He recommends long-COVID patients supplement with 200 mg of resveratrol twice a day.

Natural Source(s): Peanuts, grapes, red wine, blueberries, cocoa
Where to Get: Supplement: health food stores, pharmacies, dietary supplement stores, online
Recommended Dose: Up to 1500 mg daily for up to 3 months

10. Zinc

Zinc is essential for healthy immune function. A 2020 review published in the International Journal of Infectious Diseases has found that zinc deficiency can increase the risk of poor outcomes in viral infections, including COVID-19.

Foods that are rich in zinc include meat, poultry, shellfish, eggs, dairy, seeds, nuts, legumes, sweet potatoes, quinoa, and green leafy vegetables. 

FLCCC I-Recover Protocol

The I-Recover protocol (Long COVID) has been updated and below is their latest version (Oct 3, 2023). 

Treatment must be individualized according to each patient’s presenting symptoms and disease syndromes. It is likely that not all patients will respond equally to the same intervention; a particular intervention may be life-saving for one patient and totally ineffective for another. Early treatment is essential; it is likely that the response to treatment will be attenuated when treatment is delayed.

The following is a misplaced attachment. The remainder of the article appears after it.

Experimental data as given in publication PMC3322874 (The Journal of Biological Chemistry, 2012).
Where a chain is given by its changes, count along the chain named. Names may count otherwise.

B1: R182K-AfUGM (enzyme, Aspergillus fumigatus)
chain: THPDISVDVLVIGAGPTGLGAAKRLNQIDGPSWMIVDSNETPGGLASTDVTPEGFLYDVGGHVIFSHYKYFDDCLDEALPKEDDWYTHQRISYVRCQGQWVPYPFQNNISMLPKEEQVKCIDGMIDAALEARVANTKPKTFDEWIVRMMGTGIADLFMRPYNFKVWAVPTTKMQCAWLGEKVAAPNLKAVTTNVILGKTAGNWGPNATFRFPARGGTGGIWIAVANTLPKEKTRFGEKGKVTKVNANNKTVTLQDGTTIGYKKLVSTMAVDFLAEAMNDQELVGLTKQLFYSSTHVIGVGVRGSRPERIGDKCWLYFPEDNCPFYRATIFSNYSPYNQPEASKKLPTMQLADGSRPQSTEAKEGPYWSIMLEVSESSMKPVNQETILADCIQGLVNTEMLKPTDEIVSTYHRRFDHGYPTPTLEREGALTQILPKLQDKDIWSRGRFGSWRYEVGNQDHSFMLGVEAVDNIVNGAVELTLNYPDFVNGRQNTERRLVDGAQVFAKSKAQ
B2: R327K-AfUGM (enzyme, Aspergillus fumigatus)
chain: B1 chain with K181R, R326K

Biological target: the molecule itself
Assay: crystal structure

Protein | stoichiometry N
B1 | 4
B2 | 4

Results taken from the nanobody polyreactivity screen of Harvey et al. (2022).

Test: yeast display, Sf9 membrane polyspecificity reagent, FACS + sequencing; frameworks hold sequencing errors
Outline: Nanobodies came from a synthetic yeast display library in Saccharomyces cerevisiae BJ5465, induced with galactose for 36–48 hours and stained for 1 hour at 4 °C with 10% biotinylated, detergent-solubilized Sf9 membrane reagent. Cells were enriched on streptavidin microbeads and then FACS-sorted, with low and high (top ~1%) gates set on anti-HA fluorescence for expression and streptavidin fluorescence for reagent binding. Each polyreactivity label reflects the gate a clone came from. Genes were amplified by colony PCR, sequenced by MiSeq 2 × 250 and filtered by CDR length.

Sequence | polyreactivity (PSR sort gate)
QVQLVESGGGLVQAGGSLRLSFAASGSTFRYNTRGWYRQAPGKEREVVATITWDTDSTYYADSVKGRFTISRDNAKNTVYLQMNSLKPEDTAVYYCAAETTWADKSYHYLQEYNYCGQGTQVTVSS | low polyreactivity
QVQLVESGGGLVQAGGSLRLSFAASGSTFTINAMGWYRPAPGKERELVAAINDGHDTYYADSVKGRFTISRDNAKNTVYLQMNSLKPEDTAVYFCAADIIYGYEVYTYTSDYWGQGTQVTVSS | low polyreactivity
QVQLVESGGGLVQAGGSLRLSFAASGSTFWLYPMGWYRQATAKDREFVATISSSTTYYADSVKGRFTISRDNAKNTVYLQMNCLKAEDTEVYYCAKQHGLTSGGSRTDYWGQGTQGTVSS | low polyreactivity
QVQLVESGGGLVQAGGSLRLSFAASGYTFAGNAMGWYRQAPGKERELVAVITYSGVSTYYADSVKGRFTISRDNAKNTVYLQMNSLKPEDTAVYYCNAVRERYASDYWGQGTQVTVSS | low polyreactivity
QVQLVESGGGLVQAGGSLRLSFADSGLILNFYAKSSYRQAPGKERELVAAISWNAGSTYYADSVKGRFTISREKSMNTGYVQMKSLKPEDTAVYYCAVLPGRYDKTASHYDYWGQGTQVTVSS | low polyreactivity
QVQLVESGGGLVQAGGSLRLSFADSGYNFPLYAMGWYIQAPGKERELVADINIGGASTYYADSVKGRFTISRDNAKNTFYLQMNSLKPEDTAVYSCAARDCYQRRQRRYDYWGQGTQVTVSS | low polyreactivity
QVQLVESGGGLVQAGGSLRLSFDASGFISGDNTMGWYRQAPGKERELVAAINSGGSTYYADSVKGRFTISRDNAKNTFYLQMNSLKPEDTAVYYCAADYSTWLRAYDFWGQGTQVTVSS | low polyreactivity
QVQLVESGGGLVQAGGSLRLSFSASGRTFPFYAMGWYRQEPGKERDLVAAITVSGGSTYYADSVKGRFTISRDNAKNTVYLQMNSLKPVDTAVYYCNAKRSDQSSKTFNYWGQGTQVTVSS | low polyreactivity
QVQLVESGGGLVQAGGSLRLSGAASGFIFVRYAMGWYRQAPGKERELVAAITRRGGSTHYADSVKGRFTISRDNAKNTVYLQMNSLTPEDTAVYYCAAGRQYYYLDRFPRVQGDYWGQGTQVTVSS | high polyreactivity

Patients with post-vaccine syndrome should do whatever they can to prevent themselves from getting COVID-19. This may include a preventative protocol (see I-PREVENT) or early treatment in the event you do contract the virus or suspect infection (see I-CARE). COVID-19 will likely exacerbate the symptoms of vaccine injury.

Once a patient has shown improvement, the various interventions should be reduced or stopped one at a time. A less intensive maintenance approach is then suggested.

The core problem in post-vaccine syndrome is long-lasting “immune dysregulation.” The most important treatment goal is to help the body restore a healthy immune system — in other words, to let the body heal itself. Our recommended treatment strategy involves two major approaches:
  • Promote autophagy to help rid the cells of the spike protein